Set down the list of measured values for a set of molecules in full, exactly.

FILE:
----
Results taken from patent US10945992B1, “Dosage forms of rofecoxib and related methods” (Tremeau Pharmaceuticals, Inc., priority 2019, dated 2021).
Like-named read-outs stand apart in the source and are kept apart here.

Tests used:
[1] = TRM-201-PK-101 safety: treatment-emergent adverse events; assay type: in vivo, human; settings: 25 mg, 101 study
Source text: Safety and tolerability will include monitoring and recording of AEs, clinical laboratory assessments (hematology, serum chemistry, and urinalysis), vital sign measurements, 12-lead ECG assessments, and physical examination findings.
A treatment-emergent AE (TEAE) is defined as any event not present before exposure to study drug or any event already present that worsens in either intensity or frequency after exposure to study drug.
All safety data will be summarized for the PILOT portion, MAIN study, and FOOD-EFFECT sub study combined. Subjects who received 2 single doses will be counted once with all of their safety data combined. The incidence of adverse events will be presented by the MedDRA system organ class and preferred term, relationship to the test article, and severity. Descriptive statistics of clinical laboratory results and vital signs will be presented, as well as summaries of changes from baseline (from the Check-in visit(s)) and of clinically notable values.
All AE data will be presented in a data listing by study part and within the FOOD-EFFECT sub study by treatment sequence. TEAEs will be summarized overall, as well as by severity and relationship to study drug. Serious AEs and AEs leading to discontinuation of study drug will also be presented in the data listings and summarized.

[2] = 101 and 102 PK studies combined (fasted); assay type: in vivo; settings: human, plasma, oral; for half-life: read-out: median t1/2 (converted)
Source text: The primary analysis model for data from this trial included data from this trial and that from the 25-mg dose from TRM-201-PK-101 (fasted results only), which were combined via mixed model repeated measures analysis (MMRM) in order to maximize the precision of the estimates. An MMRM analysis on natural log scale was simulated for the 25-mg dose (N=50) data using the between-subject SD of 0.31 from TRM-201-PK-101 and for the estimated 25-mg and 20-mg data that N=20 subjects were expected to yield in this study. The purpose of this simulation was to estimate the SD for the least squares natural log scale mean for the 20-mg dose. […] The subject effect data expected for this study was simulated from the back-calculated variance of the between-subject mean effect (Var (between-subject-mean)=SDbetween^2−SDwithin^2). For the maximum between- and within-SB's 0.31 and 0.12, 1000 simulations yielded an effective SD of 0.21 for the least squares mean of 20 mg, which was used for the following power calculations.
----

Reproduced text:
Results taken from patent US10945992B1, “Dosage forms of rofecoxib and related methods” (Tremeau Pharmaceuticals, Inc., priority 2019, dated 2021).
Like-named read-outs stand apart in the source and are kept apart here.

Tests used:
[1] = TRM-201-PK-101 safety: treatment-emergent adverse events; assay type: in vivo, human; settings: 25 mg, 101 study
Source text: Safety and tolerability will include monitoring and recording of AEs, clinical laboratory assessments (hematology, serum chemistry, and urinalysis), vital sign measurements, 12-lead ECG assessments, and physical examination findings.
A treatment-emergent AE (TEAE) is defined as any event not present before exposure to study drug or any event already present that worsens in either intensity or frequency after exposure to study drug.
All safety data will be summarized for the PILOT portion, MAIN study, and FOOD-EFFECT sub study combined. Subjects who received 2 single doses will be counted once with all of their safety data combined. The incidence of adverse events will be presented by the MedDRA system organ class and preferred term, relationship to the test article, and severity. Descriptive statistics of clinical laboratory results and vital signs will be presented, as well as summaries of changes from baseline (from the Check-in visit(s)) and of clinically notable values.
All AE data will be presented in a data listing by study part and within the FOOD-EFFECT sub study by treatment sequence. TEAEs will be summarized overall, as well as by severity and relationship to study drug. Serious AEs and AEs leading to discontinuation of study drug will also be presented in the data listings and summarized.

[2] = 101 and 102 PK studies combined (fasted); assay type: in vivo; settings: human, plasma, oral; for half-life: read-out: median t1/2 (converted)
Source text: The primary analysis model for data from this trial included data from this trial and that from the 25-mg dose from TRM-201-PK-101 (fasted results only), which were combined via mixed model repeated measures analysis (MMRM) in order to maximize the precision of the estimates. An MMRM analysis on natural log scale was simulated for the 25-mg dose (N=50) data using the between-subject SD of 0.31 from TRM-201-PK-101 and for the estimated 25-mg and 20-mg data that N=20 subjects were expected to yield in this study. The purpose of this simulation was to estimate the SD for the least squares natural log scale mean for the 20-mg dose. […] The subject effect data expected for this study was simulated from the back-calculated variance of the between-subject mean effect (Var (between-subject-mean)=SDbetween^2−SDwithin^2). For the maximum between- and within-SB's 0.31 and 0.12, 1000 simulations yielded an effective SD of 0.21 for the least squares mean of 20 mg, which was used for the following power calculations.